3.8 Sensitive personal data involves any data relating to a person’s ethnic or racial origin, political opinions, religious or non-religious beliefs, mental and physical health, trade union membership, and sexual life and condition. It also includes the commission of, or proceedings for, any offence committed (or alleged to have been committed) by any individual, the disposal of such proceedings, or the sentence of any court in such proceedings. Because of this, sensitive personal data can only be processed under extremely strict principles, and under normal circumstances will require the express permission of the individual in question.
4. Data Protection Principles
Anyone involved in the processing of personal data at Cargo is legally required to comply with the eight enforceable principles of good practice. These provide that personal data must be:
(a) Processed fairly and lawfully.
(b) Processed for limited purposes and in an appropriate way.
(c) Adequate, relevant and not excessive for the purpose.
(e) Not kept longer than necessary for the purpose.
(f) Processed in line with data subjects’ rights.
(h) Not transferred to people or organisations situated in countries without adequate protection.
5. Fair and Lawful Processing
5.1 The purpose of the Act is not to prevent personal data being processed, but instead to ensure that any processing is done fairly and without adversely affecting the rights of the data subject. The data subject must be made aware of who the data controller is (Cargo Creative Ltd, in this case), who the data controller’s representative is (Kirsty Hart, the Data Protection Compliance Manager), the purpose for which the data is to be processed by Cargo, and the identities of anyone to whom the data may be disclosed or transferred.
5.2 Lawful processing of personal data demands that certain conditions be met. These may include requirements that the data subject has provided explicit consent for the processing, or that the processing itself is necessary for the legitimate interest of the data controller or the party to whom the data is disclosed.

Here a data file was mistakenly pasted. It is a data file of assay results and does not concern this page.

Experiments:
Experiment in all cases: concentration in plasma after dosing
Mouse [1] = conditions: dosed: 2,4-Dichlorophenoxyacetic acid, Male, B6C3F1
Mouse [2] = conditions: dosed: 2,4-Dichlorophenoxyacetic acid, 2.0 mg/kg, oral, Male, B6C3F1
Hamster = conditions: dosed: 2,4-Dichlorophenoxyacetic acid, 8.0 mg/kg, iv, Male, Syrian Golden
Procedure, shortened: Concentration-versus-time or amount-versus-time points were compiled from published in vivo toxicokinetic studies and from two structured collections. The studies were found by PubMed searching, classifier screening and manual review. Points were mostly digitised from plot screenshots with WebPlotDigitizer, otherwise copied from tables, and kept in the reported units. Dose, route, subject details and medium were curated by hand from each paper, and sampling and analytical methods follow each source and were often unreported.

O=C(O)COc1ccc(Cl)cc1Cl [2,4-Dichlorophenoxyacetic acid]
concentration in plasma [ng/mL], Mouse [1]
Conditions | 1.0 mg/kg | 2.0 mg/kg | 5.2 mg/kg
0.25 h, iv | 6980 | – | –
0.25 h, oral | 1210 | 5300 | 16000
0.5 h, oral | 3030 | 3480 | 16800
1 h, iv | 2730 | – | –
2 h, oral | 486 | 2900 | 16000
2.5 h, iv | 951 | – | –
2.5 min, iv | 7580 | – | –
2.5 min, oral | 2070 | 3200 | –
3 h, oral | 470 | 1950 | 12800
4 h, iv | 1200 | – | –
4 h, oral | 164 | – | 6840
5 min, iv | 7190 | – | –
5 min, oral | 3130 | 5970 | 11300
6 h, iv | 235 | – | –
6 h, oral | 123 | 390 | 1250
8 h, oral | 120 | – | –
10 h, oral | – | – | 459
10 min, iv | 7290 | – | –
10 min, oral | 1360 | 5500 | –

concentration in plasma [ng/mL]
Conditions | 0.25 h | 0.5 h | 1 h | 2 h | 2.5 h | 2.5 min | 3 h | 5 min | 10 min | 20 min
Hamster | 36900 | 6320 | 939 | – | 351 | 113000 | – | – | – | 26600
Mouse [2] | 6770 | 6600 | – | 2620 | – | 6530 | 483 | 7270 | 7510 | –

6. Processing for Limited Purposes
Personal data processed by Cargo may only be processed for the specific subjects either consented to by the data subject, or for any other purposes specifically permitted by the Act.
Because of this, personal data must not be collected for one purpose, and then used for another. Should the personal data need to be used for any other purpose, the data subject will need to be notified and then consent to the new processing.
7. Adequate, relevant and non-excessive processing
When collecting personal data from a data subject, Cargo will notify them of the specific purpose for which the data will be used. Then, data will be collected only enough to satisfy the requirements of this purpose.
Any data that is not necessary for this purpose will not be collected by Cargo in the first place.
8. Accurate Data
Personal data must be accurate and also kept up to date. Information that is misleading or incorrect is not accurate, and therefore steps should be taken to check the accuracy of any personal data at the point of collection, and at regular intervals afterwards.
Legally, out-of-date or inaccurate data should be destroyed.
9. Timely Processing
Personal data will not be kept at Cargo for longer than is necessary for the purpose. Data that is no longer required will be destroyed or erased from our systems.
0. Processing in line with data subject’s rights
Data that is handled by Cargo will be processed in line with the rights of the data subject. Data subjects have a right to:
(a) Request access to any data held about them by a data controller.
(b) Prevent the processing of their data for direct-marketing purposes.
(c) Ask to have inaccurate data amended.
(d) Prevent processing that is likely to cause damage or distress to themselves or anyone else.
1. Data Security
1.1 At Cargo, we must be sure to take appropriate security measures against unlawful or unauthorised processing of personal data, as well as against the accidental loss of – or damage to – personal data.